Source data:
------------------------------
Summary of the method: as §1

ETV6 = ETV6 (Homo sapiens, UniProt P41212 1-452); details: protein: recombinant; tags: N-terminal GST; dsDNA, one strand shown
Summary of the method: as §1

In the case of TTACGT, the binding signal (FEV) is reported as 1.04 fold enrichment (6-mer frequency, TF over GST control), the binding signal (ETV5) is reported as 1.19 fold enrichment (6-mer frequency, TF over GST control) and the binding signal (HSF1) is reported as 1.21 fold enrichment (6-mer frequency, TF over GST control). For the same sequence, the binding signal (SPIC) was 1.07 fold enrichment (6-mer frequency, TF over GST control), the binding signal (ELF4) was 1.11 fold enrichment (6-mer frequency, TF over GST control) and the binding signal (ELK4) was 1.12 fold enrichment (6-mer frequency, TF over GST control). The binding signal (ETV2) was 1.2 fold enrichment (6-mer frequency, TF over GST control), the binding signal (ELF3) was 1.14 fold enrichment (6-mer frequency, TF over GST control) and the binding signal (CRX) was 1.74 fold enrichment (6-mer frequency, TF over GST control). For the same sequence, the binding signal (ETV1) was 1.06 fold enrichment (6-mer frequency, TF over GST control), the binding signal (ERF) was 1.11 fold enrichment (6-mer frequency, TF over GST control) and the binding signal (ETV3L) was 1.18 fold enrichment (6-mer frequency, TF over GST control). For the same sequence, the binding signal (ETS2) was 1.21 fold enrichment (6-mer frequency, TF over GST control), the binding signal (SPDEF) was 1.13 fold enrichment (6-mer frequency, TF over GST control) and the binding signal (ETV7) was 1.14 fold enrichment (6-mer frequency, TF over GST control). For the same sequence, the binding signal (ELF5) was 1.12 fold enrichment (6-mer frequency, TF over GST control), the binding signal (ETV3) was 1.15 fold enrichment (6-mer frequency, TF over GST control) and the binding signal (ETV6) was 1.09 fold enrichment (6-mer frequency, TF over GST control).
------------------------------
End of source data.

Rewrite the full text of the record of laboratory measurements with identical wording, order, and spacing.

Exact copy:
Summary of the method: as §1

ETV6 = ETV6 (Homo sapiens, UniProt P41212 1-452); details: protein: recombinant; tags: N-terminal GST; dsDNA, one strand shown
Summary of the method: as §1

In the case of TTACGT, the binding signal (FEV) is reported as 1.04 fold enrichment (6-mer frequency, TF over GST control), the binding signal (ETV5) is reported as 1.19 fold enrichment (6-mer frequency, TF over GST control) and the binding signal (HSF1) is reported as 1.21 fold enrichment (6-mer frequency, TF over GST control). For the same sequence, the binding signal (SPIC) was 1.07 fold enrichment (6-mer frequency, TF over GST control), the binding signal (ELF4) was 1.11 fold enrichment (6-mer frequency, TF over GST control) and the binding signal (ELK4) was 1.12 fold enrichment (6-mer frequency, TF over GST control). The binding signal (ETV2) was 1.2 fold enrichment (6-mer frequency, TF over GST control), the binding signal (ELF3) was 1.14 fold enrichment (6-mer frequency, TF over GST control) and the binding signal (CRX) was 1.74 fold enrichment (6-mer frequency, TF over GST control). For the same sequence, the binding signal (ETV1) was 1.06 fold enrichment (6-mer frequency, TF over GST control), the binding signal (ERF) was 1.11 fold enrichment (6-mer frequency, TF over GST control) and the binding signal (ETV3L) was 1.18 fold enrichment (6-mer frequency, TF over GST control). For the same sequence, the binding signal (ETS2) was 1.21 fold enrichment (6-mer frequency, TF over GST control), the binding signal (SPDEF) was 1.13 fold enrichment (6-mer frequency, TF over GST control) and the binding signal (ETV7) was 1.14 fold enrichment (6-mer frequency, TF over GST control). For the same sequence, the binding signal (ELF5) was 1.12 fold enrichment (6-mer frequency, TF over GST control), the binding signal (ETV3) was 1.15 fold enrichment (6-mer frequency, TF over GST control) and the binding signal (ETV6) was 1.09 fold enrichment (6-mer frequency, TF over GST control).